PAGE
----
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Sand the edges down, and paint the bottom edge with the tar-like emulsion to protect against humidity.
Attach the walls with a right-angle jig. Glue and secure with exterior screws to the floor frame. To attach the insulation, you need to frame the edges of the wall and the door. Add the installation and the inner plywood after the wiring is inserted.
Installing the electric parts can take an entire weekend alone. If you’re not used to working with wires, it is essential to be as by-the-book as possible.
The best thing to do is to create a basic schematic for your wiring installation. I started with the wiring for essentials like the main lights and the vent. You can add wires for porch lights, reading lights and media equipment as you become more confident.
Once you’re done, all that’s left is screwing on the doors.
Part Four: The Galley
For the wall separating the sleeping area and the galley, you can use a similar layering scheme with insulation. If you’re installing any electric kitchen appliances, your wiring schematic should include a connection through the plywood divider.
If you aren’t confident about your skills, you can probably stop with a simple cabinet design for the galley. The galley can always be used for storage. You can also rely on battery-powered kitchen appliances. I ordered a sink-gas-stove combo, faucet and water pump for my basic kitchen in the galley.
You can also build the entire cabinet area and kitchen separately from the rest of the teardrop, and just install it in later.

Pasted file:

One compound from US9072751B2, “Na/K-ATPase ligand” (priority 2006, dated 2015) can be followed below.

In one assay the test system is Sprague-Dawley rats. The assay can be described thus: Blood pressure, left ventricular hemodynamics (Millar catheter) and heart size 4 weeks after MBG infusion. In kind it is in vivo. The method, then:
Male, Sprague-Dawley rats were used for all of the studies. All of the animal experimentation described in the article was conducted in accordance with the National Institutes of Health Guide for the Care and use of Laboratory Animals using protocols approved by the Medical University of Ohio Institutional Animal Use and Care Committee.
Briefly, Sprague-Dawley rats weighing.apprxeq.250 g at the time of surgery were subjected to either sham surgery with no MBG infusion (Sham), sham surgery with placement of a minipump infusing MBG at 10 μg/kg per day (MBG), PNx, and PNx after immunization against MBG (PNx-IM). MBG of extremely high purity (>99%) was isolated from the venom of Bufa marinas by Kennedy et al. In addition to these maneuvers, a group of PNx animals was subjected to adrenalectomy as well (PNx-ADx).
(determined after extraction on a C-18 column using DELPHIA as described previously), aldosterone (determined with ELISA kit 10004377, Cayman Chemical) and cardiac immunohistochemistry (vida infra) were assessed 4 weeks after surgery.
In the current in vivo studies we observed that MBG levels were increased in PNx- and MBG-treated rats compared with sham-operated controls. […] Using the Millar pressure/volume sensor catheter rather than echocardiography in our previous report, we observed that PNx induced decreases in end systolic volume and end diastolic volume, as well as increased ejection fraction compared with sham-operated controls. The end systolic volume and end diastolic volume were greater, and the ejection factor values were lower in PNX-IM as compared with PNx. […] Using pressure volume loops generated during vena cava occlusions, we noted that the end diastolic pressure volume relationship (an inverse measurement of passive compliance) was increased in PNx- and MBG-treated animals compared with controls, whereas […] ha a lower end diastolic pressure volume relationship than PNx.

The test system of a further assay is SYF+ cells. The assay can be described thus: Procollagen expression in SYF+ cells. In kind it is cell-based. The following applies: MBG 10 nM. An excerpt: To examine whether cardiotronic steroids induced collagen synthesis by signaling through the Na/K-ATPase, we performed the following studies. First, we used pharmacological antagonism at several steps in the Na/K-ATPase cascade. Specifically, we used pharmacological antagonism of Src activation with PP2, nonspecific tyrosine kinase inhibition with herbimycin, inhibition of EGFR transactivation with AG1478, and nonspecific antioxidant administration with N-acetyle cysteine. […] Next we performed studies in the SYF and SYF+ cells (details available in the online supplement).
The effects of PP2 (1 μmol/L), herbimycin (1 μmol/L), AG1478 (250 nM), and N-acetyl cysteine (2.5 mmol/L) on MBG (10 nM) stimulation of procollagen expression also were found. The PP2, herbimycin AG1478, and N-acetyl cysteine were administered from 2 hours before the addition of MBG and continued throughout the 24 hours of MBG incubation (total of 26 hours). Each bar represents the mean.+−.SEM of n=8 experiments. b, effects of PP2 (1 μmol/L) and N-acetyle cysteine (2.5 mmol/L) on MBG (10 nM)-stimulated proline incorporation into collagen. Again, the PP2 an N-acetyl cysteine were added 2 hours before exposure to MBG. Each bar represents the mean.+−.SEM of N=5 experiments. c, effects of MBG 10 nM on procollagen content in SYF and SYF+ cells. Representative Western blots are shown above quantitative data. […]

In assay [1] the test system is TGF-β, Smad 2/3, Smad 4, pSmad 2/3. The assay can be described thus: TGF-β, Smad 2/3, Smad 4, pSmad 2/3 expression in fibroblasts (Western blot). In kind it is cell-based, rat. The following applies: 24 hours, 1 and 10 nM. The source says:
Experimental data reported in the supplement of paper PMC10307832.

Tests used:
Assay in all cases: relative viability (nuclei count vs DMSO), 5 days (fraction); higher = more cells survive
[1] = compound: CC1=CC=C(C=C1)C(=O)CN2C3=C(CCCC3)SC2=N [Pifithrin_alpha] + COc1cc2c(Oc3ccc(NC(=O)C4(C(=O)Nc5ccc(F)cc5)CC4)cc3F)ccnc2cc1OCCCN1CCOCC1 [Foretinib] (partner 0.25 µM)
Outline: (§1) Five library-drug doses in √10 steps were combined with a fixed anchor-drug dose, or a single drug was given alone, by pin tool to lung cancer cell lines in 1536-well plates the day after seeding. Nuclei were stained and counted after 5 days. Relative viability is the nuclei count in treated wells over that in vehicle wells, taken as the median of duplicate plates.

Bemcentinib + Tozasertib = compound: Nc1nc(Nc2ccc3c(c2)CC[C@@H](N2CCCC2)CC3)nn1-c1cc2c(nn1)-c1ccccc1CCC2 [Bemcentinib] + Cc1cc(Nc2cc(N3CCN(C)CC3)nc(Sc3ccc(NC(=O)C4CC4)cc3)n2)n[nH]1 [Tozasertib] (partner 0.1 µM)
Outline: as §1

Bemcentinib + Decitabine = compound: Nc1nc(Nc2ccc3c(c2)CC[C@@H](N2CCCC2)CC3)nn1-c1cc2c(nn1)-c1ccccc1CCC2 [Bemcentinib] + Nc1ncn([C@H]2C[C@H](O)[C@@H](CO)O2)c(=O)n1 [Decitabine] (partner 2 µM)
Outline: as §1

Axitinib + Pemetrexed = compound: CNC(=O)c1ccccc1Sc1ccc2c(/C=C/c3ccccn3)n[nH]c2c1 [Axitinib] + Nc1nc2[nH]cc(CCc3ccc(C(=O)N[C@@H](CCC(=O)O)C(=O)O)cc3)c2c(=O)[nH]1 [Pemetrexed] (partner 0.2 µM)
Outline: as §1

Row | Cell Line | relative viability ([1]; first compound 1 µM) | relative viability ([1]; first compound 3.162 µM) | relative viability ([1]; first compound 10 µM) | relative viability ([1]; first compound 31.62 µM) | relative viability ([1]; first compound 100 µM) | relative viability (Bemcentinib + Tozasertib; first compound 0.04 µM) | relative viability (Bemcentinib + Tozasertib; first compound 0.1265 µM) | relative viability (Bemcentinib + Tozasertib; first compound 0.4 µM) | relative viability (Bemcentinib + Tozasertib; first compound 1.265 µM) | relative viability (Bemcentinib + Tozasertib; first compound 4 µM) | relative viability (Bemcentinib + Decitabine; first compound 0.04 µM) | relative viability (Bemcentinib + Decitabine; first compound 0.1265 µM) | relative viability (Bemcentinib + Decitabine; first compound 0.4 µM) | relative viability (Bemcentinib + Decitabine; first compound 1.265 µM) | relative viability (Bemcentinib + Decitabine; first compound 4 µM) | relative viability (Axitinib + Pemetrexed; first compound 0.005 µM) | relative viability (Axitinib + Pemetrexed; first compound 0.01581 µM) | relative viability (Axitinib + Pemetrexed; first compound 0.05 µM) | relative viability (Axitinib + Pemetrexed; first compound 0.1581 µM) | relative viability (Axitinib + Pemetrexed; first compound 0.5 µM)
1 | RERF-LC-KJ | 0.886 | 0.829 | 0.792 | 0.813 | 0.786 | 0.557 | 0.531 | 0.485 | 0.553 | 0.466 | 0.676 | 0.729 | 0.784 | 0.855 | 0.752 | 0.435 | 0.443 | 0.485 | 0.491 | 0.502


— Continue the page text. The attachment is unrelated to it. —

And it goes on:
Don’t forget to design and install a hatch support bar to keep the galley door open as you camp out.
Part Five: The Roof and Finishing
Time to finish off the teardrop camper. The roof is one of the more challenging parts at a glance.
Add roof spars or plywood bars crossing the two side walls to create a guide for the exterior roof. Keep in mind the spaces you need for the vent and for any windows. Screw in the interior layer of the roof. I used 1/8 plywood for both interior and exterior walls.
Like the walls, add in foam insulation after settling the electric wires.
You’re almost finished! Just stain the interior of your camper with the right finishing coats. Paint the exterior of your camper with a good dye for color, and epoxy for the finish. Install the doors, windows, and other accessories you’ve decided to add.
Finally, you can build the hatch and start your adventure.
See the video below on how to build a teardrop camper:
Another video on 7 of the best teardrop trailers for comfortable traveling:
Getting ready for the road is never easy. Whether you choose to buy a completed teardrop trailer, or you choose to make your own, you’ll find yourself trading in at least half a thousand dollars. Personally, nothing is as satisfying as designing your own camper and enjoying an adventure with a trailer you made yourself. Nothing is as cheap or efficient as well!
While buying a teardrop trailer is more convenient, I just can’t see it as worth it yet. If you love adventure and if you’re not afraid to get your hands dirty, I definitely recommend building your own teardrop camper.
The comfort of having your own place while on the road is really incomparable. I can’t remember the last time I had to waste money on a motel room or struggled through a tent. After a lot of research, I’m happy I got to go through my options. With only a couple of weekends and some careful planning, you can also tow a new custom teardrop.
Share your designs and finished projects with me! I’m curious. Will you add on an aluminum siding on your exterior walls and roof? What size of camper are you thinking of? I especially want to know how creative you are with your galley area.
Product data was last updated on 2020-11-27 at 00:53.